News / Africa

Pastoral Societies Seek Place Amid Change

Roopa Gogineni
Pastoralist communities around the world often live at the margins of modern day states, but pastoralist leaders maintain that their traditional livelihoods are economically viable and environmentally sustainable. A recent international conference of pastoralists in rural Kenya offered a unique opportunity for pastoralists to gather and learn.
 
Pastoralism, a predominantly nomadic lifestyle centered on livestock herding, is under threat. To chart a way forward, more than 100 pastoralists from Sudan to Spain attended a Global Gathering of Pastoralists in Kiserian, Kenya.
 
Jonathan Davies, coordinator of the Global Drylands Initiative, helped organize the event.
 
"By bringing people from the most unlikely places together you discover that there is a lot of common ground and a lot of opportunity for sharing of experiences and expertise," said Davies.
 
Pastoralist communities normally live in geographic peripheries, far from the reach of central governments.
 
They often are painted as anti-government and conflict-prone, but Davies claims this reputation is undeserved.
 
"Pastoralism is on a third of the land surface on this planet and the vast majority of it is self-policing and it is pretty peaceful. The conflicts are terrible but it is the exception, not the norm," said Davies.
 
Davies also said that the pastoralist land use system contributes to biodiversity and is environmentally sustainable, a point that was reinforced when conference attendees visited a biofuel processing plant.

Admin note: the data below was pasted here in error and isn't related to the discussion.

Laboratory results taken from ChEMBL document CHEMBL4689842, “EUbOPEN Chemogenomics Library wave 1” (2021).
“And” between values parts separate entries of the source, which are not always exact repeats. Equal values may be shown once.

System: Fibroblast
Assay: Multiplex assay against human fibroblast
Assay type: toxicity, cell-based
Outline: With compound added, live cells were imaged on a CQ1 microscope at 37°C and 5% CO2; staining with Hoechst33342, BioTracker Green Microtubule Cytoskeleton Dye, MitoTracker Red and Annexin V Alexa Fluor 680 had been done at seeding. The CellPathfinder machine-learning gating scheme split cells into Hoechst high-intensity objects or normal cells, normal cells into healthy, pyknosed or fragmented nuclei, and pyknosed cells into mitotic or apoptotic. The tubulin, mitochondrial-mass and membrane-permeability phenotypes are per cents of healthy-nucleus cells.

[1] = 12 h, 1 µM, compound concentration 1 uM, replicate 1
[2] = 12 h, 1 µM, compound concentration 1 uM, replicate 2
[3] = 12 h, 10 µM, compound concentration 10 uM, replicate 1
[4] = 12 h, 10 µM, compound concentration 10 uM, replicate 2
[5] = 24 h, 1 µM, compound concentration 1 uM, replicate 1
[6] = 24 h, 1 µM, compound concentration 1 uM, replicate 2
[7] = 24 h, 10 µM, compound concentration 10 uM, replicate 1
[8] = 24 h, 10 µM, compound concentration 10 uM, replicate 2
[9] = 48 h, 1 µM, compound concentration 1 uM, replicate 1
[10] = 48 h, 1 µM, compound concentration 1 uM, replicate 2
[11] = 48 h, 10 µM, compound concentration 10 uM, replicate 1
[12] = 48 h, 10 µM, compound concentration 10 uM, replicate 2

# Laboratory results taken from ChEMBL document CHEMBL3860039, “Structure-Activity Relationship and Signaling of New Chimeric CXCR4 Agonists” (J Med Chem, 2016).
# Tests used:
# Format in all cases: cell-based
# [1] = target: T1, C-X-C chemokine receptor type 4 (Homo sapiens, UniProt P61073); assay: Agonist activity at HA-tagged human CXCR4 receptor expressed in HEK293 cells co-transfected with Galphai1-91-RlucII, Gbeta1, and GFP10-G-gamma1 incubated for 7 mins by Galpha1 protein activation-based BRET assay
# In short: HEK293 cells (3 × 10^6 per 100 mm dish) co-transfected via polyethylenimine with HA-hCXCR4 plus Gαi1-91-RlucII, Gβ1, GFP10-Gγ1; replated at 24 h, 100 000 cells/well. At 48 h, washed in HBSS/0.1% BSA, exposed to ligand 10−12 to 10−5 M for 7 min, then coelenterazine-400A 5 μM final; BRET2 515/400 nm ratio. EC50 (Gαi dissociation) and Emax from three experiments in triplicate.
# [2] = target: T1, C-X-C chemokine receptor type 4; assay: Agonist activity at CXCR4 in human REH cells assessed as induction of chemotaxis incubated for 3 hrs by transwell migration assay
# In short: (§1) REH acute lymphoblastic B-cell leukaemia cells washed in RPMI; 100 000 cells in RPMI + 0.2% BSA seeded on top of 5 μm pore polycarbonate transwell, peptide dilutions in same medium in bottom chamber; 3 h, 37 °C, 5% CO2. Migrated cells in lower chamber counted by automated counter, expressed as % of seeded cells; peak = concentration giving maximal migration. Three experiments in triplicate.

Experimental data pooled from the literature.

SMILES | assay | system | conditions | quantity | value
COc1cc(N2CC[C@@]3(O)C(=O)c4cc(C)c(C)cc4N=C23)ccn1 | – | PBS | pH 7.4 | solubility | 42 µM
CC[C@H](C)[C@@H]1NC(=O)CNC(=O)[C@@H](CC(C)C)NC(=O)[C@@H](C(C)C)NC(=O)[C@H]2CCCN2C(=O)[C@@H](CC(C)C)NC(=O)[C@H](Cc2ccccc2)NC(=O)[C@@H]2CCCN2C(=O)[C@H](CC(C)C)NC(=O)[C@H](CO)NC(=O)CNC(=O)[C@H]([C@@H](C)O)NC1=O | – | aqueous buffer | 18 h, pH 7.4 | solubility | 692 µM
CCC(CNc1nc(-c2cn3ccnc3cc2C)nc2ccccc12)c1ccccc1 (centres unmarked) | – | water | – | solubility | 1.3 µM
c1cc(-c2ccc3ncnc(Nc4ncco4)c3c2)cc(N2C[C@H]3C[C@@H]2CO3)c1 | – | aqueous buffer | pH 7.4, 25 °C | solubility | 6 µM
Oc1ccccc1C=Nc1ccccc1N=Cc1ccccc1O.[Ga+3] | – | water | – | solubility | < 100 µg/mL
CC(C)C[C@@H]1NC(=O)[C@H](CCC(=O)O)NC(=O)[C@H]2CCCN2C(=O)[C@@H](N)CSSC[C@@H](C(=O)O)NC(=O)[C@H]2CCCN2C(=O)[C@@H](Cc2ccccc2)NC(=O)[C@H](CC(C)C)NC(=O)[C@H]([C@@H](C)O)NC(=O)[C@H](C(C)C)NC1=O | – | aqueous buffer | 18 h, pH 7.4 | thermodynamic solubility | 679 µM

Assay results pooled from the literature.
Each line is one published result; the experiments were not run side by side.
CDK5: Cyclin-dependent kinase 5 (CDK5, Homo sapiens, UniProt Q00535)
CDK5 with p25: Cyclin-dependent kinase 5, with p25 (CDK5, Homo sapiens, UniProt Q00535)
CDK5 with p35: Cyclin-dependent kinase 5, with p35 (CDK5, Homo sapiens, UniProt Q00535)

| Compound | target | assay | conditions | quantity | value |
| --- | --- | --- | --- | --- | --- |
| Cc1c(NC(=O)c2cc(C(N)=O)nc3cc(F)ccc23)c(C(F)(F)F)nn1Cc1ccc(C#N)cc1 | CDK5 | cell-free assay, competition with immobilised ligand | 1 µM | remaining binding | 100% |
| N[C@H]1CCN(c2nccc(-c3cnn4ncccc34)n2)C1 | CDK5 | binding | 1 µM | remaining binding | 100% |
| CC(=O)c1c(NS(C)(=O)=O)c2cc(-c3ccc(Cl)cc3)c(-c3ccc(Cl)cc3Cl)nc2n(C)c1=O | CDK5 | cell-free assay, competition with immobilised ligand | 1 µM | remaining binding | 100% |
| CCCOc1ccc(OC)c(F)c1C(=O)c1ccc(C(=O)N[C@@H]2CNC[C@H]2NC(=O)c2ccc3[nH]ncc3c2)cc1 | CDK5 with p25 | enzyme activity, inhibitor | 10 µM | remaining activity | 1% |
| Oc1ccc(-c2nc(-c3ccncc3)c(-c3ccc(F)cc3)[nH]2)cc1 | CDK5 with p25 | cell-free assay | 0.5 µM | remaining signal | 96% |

Khalid Khawaldeh, who represents pastoral communities around Dana, Jordan, is among those who attended the conference and learned something new.
 
"The engineer just told us that we benefit from the waste more than from the meat. This is surprising for me," said Khawaldeh.
 
Like many at the conference, economic and political pressures forced Khawaldeh out of pastoralism.
 
"They cannot move outside the boundaries of Jordan. Even within Jordan they are in isolated islands because of privatization, industrialization, and conservation.  So they cannot move as they used to," said Khawaldeh.
 
The World Alliance of Mobile Indigenous People aims to set a global agenda to protect pastoralist rights.

Lalji Desai, the group's secretary-general, points out that many pastoral groups face the same issues.
 
"Most of the pastoralists in the regions, we have similar problems linked with the policy-making and decision-making process. Recognizing our rights, land rights issues, migratory routes, markets, preserving our animal genetic resources, or our knowledge - everything is linked with the policy-making decision," said Desai.
 
Ol-Johán Sikku, from the Sami community of reindeer herders in northern Sweden, noted that some pastoral groups, including the Sami, find support lacking.
 
"Still locally, regionally, or in the country you have to do something. But if you get support from the U.N., that's good. Because even the Sami people, we feel that the northern Scandinavian countries don't support the Sami so we have to have support from the U.N., EU and then we can do something," said Sikku.